Gamecock Baseball 2013 Season Preview

Matt Ryerson-US PRESSWIRE

On Friday, the Yardcocks open the college baseball season against VMI. Will the 2013 squad earn a fourth consecutive trip to Omaha?

Question for you: what turns the American sportsman’s thoughts to those of brown clay, fresh chalk and pristine grass. If you said HIPPIE COMMUNE ART CLASS, I like where your head is but no points this round.

Presently, our beloved Yardcocks are prepping for Friday’s season opener against Liberty. While it’ll be the first of the last three openers not to feature the hoisting of that most coveted of pennants, there’s still plenty of excitement leading into the 2013 campaign. Let’s have a look around the diamond and take stock.

Note: we at GABA are fans, not insiders, so consider this is more of a broad review of the situation leading into the season, as opposed to an in depth analysis of what to expect. Sound good?

Position players:

First off, let’s talk returners. Our infield loses only one of its 2012 starters, the venerable Christian Walker, drafted as a junior by the Baltimore Orioles. He went in the 4th round, which shouldn’t surprise anyone who followed his career at Carolina, but it is worth noting when you consider he was drafted 49th round out of high school. That a nice feather in the program’s already well-adorned cap from a player development standpoint.

While Christian’s departure leaves a void at first base, his replacement was just 127.27922 feet away*. Noted fish owner and 2012 3B LB Dantzler will switch corners, allowing 2012 2B Chase Vergason will make a complementary move to third. Rising sophomore and Mike Patrick conversation piece Joey Pankake returns to the starting shortstop position. Catcher Grayson Greiner had an impressive enough 2012 campaign to net freshman All-American honors, despite hitting just .222. Still, expectations are steadily rising for the 6'6" catcher, who was recently named a preseason second team All American by Louisville Slugger.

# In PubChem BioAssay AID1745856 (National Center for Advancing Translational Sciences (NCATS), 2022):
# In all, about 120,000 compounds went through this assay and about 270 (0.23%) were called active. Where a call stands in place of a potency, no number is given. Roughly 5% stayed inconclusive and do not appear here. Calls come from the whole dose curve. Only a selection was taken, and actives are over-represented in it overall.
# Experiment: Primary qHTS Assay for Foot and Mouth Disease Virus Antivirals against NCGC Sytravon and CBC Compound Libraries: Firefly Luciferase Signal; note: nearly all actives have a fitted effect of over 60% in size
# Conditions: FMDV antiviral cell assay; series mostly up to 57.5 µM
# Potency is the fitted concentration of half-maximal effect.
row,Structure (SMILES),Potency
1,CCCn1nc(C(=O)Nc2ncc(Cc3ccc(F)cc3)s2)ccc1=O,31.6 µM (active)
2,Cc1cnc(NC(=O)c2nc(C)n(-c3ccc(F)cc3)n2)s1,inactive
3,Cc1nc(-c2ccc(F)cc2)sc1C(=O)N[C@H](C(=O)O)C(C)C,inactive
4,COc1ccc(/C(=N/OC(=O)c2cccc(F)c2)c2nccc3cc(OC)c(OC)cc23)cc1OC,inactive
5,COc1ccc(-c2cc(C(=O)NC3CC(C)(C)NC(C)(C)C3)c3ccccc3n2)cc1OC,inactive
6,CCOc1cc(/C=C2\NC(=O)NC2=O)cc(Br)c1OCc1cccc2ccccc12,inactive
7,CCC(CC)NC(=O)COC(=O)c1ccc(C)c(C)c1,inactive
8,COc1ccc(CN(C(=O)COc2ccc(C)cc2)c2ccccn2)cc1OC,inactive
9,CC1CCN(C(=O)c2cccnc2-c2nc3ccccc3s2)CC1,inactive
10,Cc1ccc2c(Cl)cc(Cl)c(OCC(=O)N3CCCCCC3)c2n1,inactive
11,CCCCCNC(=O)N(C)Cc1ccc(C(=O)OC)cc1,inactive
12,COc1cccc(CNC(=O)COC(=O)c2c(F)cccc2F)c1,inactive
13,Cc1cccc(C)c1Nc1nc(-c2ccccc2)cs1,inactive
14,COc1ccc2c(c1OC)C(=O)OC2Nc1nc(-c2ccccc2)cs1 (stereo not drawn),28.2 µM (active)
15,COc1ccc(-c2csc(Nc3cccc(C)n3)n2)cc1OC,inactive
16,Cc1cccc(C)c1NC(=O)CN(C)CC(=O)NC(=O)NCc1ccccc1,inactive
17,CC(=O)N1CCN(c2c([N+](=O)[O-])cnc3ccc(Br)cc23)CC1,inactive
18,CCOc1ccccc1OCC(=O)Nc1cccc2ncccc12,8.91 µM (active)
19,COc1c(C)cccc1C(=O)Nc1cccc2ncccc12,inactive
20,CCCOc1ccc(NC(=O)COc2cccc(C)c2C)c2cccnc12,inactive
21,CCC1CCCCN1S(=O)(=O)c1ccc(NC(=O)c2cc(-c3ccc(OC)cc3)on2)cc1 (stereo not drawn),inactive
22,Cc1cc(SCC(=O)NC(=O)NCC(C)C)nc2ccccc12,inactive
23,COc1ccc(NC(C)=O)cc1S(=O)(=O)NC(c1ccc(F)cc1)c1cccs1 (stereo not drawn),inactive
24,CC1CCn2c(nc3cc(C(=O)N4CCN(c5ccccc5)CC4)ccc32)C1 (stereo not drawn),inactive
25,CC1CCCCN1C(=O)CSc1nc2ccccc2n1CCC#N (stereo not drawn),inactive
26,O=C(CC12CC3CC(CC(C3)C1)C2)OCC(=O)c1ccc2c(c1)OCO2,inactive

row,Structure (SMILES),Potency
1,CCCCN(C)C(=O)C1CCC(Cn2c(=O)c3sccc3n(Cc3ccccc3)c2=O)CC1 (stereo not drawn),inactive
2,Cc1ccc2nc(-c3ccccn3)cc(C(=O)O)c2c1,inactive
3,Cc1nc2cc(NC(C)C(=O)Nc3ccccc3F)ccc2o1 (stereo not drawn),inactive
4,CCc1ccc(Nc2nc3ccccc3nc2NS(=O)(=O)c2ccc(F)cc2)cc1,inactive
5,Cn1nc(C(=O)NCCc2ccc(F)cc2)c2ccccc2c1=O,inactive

*Holy crap, I just used the Pythagorean Theorem. Someone, inform my high school algebra teacher!

Our outfield situation is less stable. The Gamecocks lost RF Adam Matthews to graduation and CF Evan Marzilli to the draft (8th round, Arizona). LF Tanner English, a part of that #1 overall recruiting class from 2011, will slide over to center field, which means the outfield corners will be up for grabs. Returning position players include Connor Bright, Brison Celek, T.J. Costen, Erik Payne, Dante Rosenberg, and Sean Sullivan.

So that means we’ve got 3 starting spots to fill among position players: 2B, LF, and RF. All signs point to true freshman Max Schrock taking over at 2B. Schrock was rated the 151st best high school prospect by Perfect Game USA. He was drafted in the 28th round by the Diamondbacks but elected to spend at least three seasons in Columbia—not his native Chapel Hill, by the way. (I can’t confirm that he was recruited by UNC, but it’s always nice to sneak a player out from under a power program’s nose.)

At least one of the outfield corners could be patrolled by one Ahmad Christian, the two-sport star who’s had a fiercely impressive winter. Still, Gamecock Central’s David Cloninger seems to think TJ Costen and junior college transfer Graham Saiko will comprise the rest of your outfield:


(Yes, I’m mining twitter's Gamecock baseball gurus for information. Shaddup.)